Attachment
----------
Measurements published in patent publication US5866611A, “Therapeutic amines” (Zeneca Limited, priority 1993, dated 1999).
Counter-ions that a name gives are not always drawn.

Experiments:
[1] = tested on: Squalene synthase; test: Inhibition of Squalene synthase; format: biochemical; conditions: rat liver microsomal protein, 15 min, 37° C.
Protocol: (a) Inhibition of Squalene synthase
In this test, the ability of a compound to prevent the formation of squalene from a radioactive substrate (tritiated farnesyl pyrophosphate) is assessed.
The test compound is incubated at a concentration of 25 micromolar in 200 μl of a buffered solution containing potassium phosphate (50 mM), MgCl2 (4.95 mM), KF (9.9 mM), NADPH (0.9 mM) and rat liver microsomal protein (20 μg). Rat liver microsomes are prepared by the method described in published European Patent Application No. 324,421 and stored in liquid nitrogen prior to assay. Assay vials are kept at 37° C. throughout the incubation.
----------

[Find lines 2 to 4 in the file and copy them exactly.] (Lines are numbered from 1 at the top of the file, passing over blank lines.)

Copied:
Counter-ions that a name gives are not always drawn.

Experiments:
[1] = tested on: Squalene synthase; test: Inhibition of Squalene synthase; format: biochemical; conditions: rat liver microsomal protein, 15 min, 37° C.